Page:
Chilean Cabernet Sauvignon: The Eternal King

by | 11 Dec, 2010

The cornerstone of Chile’s wine industry is reinventing itself. With the Andes as its main ally, it is beginning to explore new latitudes while refreshing its ever deep, serious and classy character.

The inhabitants of Chile have a fragile memory. There are things we don’t like to remember, even if sometimes these are not bad but good things. During the last decades, Cabernet Sauvignon, the flagship of our wine armada, pursued its voyage almost inconspicuously, somehow eclipsed by the rising stardom of Carmenère and the new coastal valleys. However, right at the foot of the Andes and carried by the fresh breeze that blows down the steep slopes, it continued to reign, patiently waiting to have its glory fully restored.

Chile unarguably produces some of the world’s most notable Cabernet Sauvignons. In this rocky soil carved by rivers and shaped by landslides over the course of millions of years, Cabernet has found a very favorable environment where it has adapted remarkably well. in Aconcagua and very especially in Maipo, it has slowly developed an intense, gentle, deep and noble personality.

“In Maipo Alto, the special terroir allowed it to express its typicity and develop a nice natural balance between its chemical components, a feature that ensures its durability,” says french-born Pascal Marty, technical director of Cousiño Macul, who has spent the last 15 years vinifying Cabernet Sauvignon in these part of the world.

Cousiño Macul’s Antigual Reservas represents a thorough and savory account of the most memorable moments in cabernet history. In fact, just a few weeks ago I had the opportunity to taste its 1988 vintage and was very pleasantly surprised by its well achieved color and complex, lively aromas. Back then, the harvest was conducted earlier in the season – mid or late March – and, most importantly, without the pressure from critics who, with their mermaid songs, advocate for extreme structure and smoothness. The resulting wine barely reached 13o of alcohol and, while still young, its tannins must have been pretty harsh. This is an unthinkable scenario today because producers are too busy looking for a type of phenolic maturation that does not offend the already overcrowded international markets.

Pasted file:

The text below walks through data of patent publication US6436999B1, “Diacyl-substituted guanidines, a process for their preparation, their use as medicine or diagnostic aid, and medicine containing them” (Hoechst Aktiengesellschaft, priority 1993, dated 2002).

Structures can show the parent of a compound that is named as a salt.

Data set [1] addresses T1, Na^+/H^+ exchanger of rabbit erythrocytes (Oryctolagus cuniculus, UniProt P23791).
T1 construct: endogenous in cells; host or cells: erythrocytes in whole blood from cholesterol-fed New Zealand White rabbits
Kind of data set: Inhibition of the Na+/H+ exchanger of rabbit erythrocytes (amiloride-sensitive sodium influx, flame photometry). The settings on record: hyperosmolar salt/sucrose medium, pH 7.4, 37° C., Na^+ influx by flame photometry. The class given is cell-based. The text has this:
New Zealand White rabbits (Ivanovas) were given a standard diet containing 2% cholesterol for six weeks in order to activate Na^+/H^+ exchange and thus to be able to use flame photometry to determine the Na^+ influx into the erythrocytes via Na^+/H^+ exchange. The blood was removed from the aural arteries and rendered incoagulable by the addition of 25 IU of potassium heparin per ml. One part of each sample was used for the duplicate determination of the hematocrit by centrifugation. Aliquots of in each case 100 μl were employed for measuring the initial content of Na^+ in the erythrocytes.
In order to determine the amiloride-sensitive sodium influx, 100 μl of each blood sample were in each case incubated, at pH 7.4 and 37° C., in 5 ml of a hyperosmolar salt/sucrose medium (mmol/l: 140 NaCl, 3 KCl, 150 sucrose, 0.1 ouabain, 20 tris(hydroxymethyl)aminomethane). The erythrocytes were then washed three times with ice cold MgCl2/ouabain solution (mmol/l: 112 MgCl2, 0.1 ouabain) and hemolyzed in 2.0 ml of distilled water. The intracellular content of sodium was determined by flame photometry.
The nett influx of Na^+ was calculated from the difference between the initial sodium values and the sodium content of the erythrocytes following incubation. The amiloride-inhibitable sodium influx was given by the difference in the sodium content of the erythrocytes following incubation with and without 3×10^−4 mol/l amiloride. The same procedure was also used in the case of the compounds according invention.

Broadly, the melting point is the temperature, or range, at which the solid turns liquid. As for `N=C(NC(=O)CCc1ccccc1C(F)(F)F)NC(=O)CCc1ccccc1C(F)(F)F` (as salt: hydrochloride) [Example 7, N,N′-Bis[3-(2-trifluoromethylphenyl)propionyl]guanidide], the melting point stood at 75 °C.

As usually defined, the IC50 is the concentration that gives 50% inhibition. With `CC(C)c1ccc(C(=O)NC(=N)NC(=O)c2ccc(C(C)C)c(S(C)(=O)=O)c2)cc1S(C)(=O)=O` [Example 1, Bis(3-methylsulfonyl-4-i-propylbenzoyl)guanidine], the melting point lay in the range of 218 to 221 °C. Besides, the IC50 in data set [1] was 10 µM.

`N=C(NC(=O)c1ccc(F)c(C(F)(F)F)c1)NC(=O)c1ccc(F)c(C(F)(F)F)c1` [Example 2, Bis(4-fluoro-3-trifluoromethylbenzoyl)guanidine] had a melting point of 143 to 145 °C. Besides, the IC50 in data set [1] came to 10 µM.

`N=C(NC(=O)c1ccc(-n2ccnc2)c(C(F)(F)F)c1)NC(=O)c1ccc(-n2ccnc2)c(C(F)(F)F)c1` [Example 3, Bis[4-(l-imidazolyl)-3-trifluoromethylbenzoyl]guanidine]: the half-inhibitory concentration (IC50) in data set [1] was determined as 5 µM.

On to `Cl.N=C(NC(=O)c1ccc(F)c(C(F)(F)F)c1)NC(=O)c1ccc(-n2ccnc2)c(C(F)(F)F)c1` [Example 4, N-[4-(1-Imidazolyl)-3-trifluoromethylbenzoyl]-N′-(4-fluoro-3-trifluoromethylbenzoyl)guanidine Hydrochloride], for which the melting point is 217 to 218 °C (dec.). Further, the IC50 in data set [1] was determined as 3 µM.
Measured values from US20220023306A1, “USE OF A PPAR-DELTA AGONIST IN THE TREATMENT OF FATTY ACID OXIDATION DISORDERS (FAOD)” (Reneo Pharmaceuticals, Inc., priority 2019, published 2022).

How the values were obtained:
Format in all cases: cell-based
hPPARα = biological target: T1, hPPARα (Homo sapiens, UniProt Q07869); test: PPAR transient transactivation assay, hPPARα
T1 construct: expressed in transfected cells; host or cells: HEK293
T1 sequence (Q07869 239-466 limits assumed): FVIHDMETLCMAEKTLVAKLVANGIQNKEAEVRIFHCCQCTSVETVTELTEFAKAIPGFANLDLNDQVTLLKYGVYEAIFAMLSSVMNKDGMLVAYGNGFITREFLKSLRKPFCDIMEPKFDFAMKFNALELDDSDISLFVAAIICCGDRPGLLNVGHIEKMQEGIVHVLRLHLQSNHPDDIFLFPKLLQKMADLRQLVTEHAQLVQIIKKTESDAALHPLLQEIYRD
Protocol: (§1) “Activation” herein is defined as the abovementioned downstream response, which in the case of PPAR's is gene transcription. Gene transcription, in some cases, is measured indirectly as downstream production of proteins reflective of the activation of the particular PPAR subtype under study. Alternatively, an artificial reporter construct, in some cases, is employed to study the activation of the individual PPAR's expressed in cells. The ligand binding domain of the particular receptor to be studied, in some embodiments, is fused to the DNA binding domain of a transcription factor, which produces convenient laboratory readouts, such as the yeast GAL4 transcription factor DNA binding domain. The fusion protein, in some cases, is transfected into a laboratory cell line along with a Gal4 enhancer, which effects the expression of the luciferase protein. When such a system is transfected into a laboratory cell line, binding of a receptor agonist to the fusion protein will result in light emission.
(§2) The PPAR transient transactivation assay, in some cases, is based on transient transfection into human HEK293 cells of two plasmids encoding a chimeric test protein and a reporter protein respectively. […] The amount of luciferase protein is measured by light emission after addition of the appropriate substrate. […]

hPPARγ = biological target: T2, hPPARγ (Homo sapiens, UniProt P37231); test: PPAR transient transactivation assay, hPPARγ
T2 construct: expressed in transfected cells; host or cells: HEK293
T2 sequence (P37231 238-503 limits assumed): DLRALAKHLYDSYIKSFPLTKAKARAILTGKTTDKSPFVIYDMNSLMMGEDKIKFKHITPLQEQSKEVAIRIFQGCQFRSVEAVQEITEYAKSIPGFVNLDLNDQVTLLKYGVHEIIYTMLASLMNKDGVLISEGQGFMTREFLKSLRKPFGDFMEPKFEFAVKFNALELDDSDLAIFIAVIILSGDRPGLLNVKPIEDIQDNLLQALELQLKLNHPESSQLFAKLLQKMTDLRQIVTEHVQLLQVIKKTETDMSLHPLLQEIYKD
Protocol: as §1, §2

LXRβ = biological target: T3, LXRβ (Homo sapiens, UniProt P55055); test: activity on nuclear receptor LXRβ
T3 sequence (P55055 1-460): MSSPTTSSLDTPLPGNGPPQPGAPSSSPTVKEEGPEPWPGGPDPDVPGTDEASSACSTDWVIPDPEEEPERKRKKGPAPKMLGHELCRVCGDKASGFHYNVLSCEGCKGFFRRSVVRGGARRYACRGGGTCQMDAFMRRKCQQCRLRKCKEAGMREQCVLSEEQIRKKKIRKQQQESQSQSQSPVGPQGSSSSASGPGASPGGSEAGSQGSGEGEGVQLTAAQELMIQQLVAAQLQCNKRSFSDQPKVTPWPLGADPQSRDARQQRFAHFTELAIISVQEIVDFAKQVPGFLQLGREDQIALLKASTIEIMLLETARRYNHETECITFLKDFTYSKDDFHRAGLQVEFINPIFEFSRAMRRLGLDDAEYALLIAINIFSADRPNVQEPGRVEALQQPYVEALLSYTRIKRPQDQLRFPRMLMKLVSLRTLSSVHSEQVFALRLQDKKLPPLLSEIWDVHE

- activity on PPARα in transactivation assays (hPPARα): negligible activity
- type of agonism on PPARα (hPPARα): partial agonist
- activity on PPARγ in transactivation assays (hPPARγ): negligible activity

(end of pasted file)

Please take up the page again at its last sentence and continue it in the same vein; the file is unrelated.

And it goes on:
During the second half of the 1990s, the harvest was moved into the fall, even mid-May, a time when vines have shed most of their leaves. This practice, which at times has become an obsession, gave birth to a generation of rather dull, lifeless Cabernets of bulky structures that prevented the cultivar’s adaptability. Winemakers focused their efforts on achieving smoothness and roundness and, perhaps without willing, ended up betraying the mountain terroir and turning this excelling distance runner into a weight thrower.

Probably due to a better knowledge of the terroir (and consequently vineyard management) or because of the slow yet relentless decline of critics’ influence, chilean vintners have turned back to their origins. Their main goal today is
to maintain the concentration of those dark-skinned, small berries without masking their freshness. Acidity and tannic structure give life to these wines, allowing them to stand the test of time. And when the weather is great, as was the case last season, the resulting wines can be nothing less than absolutely charming.

“The 2010 vintage allowed us to produce wines loaded with tart red fruit and a very round mouthfeel. Thanks to this year’s lower temperatures, berries were neither too dehydrated nor too diluted. Instead, they remained firm until harvest time. The herbal aromas of Maipo Alto Cabernet are effectively balanced by the power of its fruit,” explains Felipe de Solminihac, winemaker and partner of Aquitania, who expertly manages the vineyards established on the foothills of Quebrada de Macul, at an altitude of 750 meters.